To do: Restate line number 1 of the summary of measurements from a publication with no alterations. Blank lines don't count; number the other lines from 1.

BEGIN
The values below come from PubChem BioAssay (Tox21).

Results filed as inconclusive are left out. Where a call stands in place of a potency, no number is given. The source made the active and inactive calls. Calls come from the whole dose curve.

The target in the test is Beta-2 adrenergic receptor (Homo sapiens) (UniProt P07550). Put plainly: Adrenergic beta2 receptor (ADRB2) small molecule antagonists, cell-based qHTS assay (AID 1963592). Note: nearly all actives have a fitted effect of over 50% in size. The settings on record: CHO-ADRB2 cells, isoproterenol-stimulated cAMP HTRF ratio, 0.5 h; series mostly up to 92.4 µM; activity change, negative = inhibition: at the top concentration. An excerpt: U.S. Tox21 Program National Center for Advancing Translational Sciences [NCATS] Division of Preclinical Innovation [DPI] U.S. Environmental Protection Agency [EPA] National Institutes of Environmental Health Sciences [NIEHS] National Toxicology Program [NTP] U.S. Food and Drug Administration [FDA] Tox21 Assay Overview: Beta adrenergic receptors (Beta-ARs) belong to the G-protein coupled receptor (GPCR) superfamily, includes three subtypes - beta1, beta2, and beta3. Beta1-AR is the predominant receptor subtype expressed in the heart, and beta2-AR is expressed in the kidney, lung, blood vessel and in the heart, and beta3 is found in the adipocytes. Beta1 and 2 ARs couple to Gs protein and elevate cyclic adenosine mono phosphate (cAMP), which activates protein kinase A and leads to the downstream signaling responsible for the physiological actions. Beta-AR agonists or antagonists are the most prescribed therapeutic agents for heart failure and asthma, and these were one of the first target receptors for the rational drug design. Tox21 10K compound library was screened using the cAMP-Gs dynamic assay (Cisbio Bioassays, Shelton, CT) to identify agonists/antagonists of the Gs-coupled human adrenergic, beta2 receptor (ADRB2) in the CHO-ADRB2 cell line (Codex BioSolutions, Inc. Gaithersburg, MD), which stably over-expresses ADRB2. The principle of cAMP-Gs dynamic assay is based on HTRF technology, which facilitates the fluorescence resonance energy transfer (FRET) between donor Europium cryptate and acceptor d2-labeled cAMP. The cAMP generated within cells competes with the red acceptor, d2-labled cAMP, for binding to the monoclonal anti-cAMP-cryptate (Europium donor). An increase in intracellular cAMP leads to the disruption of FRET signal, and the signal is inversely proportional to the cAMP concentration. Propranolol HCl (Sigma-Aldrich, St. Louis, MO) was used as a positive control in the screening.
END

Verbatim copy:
The values below come from PubChem BioAssay (Tox21).